- Atdhe Nuhiu reflects on scoring historic goal for Kosovo
- Nuhiu discusses the impact the team has on Kosovo’s people
- Sheffield Wednesday striker predicts bright future
Beautiful things and priceless memories can come from paths you may not have initially chosen to follow. Kosovo’s Atdhe Nuhiu has found that out first-hand.
Having moved to Austria aged six months, with his family fleeing the conflict in their homeland, the towering forward grew up among the central European mountains, before rising to become part of his adopted nation’s youth system. No surprise that he wanted to wear that shirt as a full international, but that dream never materialised.
The likes of David Alaba and Marko Arnautovic were his team-mates in the U-21s but, having been on the fringes of the first team, it became clear the chance was not going to come. “One door closes, another opens,” he told FIFA.com. Kosovo came calling and “I didn’t need to think twice."
That gateway has led him to make history in land of his family, with Nuhiu heading Kosovo’s first ever competitive goal on home soil – a cathartic moment of elation for the Shkoder crowd, despite the 2-1 defeat to Iceland in their 2018 FIFA World Cup Russia™ qualifier. “It was very nice for them and the goal made my family particularly happy,” he said of his debut strike, “especially my father as he’s a very patriotic guy [laughs].”
While the result was not what was hoped, the simple fact of seeing Kosovo compete on the world stage is still a reality that is awe-inspiring for their fans. “They cheered the goal in a way they are not used to, because this kind of [sporting] happiness is new to them,” Nuhiu explained. “Taking part in football, the Olympics, is a big thing and it’s more than pride.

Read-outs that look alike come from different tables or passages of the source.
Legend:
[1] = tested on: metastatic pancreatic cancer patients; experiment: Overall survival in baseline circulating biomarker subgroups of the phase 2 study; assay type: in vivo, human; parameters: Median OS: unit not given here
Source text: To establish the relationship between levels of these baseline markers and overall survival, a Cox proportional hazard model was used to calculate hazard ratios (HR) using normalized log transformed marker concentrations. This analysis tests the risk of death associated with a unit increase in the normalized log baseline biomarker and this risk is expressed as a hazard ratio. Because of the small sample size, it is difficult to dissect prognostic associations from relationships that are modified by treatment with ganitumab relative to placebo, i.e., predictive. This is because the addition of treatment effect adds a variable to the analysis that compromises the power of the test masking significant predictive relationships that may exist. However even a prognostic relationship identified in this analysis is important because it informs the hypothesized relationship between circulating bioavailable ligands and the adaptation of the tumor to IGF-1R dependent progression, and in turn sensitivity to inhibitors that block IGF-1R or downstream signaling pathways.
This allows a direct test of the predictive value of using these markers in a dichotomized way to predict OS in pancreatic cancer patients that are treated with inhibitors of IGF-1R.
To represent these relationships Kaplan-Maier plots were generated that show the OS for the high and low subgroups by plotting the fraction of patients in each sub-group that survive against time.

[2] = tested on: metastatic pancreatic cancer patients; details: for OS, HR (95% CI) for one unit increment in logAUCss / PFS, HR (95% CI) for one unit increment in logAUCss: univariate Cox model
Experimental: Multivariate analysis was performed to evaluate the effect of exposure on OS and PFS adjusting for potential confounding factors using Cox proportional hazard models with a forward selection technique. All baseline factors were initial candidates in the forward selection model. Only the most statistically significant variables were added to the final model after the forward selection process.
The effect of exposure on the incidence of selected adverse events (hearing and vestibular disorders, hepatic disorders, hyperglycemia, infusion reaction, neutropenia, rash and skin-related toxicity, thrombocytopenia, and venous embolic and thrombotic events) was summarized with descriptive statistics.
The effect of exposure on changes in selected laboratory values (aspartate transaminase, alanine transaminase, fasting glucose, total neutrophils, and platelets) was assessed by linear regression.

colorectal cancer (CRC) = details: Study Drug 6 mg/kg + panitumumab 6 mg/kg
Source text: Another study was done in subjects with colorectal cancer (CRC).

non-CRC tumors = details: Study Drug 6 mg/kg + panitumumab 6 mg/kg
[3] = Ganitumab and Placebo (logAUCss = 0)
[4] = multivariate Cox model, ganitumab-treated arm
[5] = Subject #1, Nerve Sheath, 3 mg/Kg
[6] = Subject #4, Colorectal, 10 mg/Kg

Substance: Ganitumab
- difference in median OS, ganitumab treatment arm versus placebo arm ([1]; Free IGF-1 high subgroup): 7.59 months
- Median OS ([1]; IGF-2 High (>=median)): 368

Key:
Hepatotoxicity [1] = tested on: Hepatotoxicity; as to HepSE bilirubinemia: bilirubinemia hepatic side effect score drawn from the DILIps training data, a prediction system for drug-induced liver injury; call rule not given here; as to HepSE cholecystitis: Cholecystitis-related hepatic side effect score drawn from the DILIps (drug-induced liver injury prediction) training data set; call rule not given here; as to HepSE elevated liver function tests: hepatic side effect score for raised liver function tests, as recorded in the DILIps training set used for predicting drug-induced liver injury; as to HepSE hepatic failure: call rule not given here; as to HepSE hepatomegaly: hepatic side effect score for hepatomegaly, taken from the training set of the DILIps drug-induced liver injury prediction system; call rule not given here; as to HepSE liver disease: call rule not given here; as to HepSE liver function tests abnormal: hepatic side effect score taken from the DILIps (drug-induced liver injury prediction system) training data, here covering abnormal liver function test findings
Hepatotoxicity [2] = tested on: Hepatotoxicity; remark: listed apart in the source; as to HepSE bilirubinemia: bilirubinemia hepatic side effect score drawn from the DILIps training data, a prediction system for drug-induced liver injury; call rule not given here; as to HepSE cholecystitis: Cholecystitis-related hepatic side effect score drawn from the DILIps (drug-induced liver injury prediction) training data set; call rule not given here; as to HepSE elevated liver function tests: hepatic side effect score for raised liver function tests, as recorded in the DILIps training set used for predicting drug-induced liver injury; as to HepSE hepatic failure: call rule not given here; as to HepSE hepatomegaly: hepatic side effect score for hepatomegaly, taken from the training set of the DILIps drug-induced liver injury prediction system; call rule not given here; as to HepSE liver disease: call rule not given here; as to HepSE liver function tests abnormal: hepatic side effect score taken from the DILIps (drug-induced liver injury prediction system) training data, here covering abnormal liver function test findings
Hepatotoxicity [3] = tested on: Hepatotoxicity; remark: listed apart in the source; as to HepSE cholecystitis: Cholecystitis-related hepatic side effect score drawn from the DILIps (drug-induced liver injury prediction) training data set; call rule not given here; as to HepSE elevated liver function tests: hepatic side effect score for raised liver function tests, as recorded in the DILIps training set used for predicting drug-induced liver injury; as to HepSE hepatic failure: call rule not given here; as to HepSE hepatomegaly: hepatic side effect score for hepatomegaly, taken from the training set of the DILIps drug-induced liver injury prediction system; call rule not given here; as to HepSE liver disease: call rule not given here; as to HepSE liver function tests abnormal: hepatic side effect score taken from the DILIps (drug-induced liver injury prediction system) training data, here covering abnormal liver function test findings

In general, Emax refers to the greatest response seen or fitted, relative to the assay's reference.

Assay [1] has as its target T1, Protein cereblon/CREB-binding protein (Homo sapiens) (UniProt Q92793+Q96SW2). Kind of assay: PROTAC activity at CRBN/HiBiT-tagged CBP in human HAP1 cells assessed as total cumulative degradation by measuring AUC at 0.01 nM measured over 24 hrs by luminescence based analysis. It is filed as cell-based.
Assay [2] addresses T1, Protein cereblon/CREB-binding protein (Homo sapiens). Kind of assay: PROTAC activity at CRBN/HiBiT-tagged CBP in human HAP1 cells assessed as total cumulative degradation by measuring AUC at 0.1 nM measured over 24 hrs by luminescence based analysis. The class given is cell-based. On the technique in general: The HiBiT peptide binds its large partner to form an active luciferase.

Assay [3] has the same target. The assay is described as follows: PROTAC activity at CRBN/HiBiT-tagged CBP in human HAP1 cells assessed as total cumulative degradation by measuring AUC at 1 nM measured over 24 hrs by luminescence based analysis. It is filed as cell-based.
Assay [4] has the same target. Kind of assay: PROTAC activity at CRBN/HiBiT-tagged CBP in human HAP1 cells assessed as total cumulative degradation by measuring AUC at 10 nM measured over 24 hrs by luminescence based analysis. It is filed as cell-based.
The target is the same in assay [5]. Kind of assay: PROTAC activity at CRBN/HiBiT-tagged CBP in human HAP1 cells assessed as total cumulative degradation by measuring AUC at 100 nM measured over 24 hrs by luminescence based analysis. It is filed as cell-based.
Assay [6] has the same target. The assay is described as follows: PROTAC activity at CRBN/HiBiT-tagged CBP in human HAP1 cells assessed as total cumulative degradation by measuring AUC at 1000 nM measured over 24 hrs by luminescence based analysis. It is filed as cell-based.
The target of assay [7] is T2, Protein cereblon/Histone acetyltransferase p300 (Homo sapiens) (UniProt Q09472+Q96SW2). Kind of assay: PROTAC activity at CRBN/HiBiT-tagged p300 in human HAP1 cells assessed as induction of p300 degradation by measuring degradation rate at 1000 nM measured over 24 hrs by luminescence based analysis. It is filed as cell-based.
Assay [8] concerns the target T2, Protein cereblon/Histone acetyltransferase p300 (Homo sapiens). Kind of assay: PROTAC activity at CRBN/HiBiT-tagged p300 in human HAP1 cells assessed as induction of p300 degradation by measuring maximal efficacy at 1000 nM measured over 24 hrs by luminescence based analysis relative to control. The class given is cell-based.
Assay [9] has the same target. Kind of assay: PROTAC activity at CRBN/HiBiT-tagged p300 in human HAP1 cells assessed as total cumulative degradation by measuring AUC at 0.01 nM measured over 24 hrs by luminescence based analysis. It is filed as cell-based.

“They suffered so much through the war and never believed they’d ever see Kosovo compete against somebody else. When people see the national team on TV they cry tears of happiness because they didn’t think they’d see that happening in this generation.”
Once this honeymoon period has dissipated, Nuhiu is confident the country of almost two million people can flourish, simply by looking at the Kosovan talent already dappled around world football. “There is the national team of Albania – half of whom are from Kosovo, plus [there are many] of the Switzerland team who could play for Kosovo too,” the Sheffield Wednesday striker said.
“We have players taking part in three national teams. [This shows the] the talent of players they have there. If you think about it, it’s a big thing! I think the future is there!”
Iceland prove dreams can come true
One such star is Switzerland’s Xherdan Shaqiri. Nuhiu went to great lengths to show his support and understanding for Shaqiri representing the Alpine nation. The Stoke City player grew up there and, ultimately, the timelines between his rise and Kosovo’s emergence on the international stage don’t match up.
It is a scenario Nuhiu understands pointedly, as it reflects his own upbringing in Austria and desires to represent them, but the Switzerland midfielder’s visible pride in Kosovo resonates strongly with those back in the Balkan state. “You cannot blame him for playing for Switzerland, not at all,” Nuhiu states emphatically. “Everybody respects that as it’s the country he grew up in.
“When he won the Champions League [with Bayern Munich in 2013] his Switzerland flag was there alongside the Kosovan and Albanian flags. These kind of things show how together and how much it means for him to be part of Kosovo. A person who hasn’t lived there or isn’t from there can’t put themselves in this kind of situation.”
So, while he hopes the raw talent is in the pipeline, right now he sees the Russia 2018 qualifying campaign as one of growth and foundation-building. “Don’t forget that [Iceland was] the fifth game since Kosovo was accepted by FIFA and UEFA,” Nuhiu said. “We have to keep following this path together.”
With Turkey up next, previous opponents Iceland – following their run to the UEFA EURO 2016 quarter-finals – stand as a model for them to follow in Nuhiu’s eyes, with regular points and potential qualification standing as goals for the future. “Why can’t we do it? They’re not a bigger country than us, population-wise, so they should be our example. But nothing goes from zero to 100 quickly.”